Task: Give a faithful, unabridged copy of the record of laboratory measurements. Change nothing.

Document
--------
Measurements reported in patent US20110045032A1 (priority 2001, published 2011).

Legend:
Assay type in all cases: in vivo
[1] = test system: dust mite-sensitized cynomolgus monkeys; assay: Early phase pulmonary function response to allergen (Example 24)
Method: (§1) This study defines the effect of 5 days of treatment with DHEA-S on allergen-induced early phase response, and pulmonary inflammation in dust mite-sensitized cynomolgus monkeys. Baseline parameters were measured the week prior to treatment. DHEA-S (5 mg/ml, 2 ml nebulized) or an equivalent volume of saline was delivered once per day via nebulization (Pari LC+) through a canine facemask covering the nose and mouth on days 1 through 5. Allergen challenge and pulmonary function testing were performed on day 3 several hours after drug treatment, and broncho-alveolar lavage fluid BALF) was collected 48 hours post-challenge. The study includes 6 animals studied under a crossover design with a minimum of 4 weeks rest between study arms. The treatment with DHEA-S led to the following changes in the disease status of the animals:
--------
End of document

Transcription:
Measurements reported in patent US20110045032A1 (priority 2001, published 2011).

Legend:
Assay type in all cases: in vivo
[1] = test system: dust mite-sensitized cynomolgus monkeys; assay: Early phase pulmonary function response to allergen (Example 24)
Method: (§1) This study defines the effect of 5 days of treatment with DHEA-S on allergen-induced early phase response, and pulmonary inflammation in dust mite-sensitized cynomolgus monkeys. Baseline parameters were measured the week prior to treatment. DHEA-S (5 mg/ml, 2 ml nebulized) or an equivalent volume of saline was delivered once per day via nebulization (Pari LC+) through a canine facemask covering the nose and mouth on days 1 through 5. Allergen challenge and pulmonary function testing were performed on day 3 several hours after drug treatment, and broncho-alveolar lavage fluid BALF) was collected 48 hours post-challenge. The study includes 6 animals studied under a crossover design with a minimum of 4 weeks rest between study arms. The treatment with DHEA-S led to the following changes in the disease status of the animals: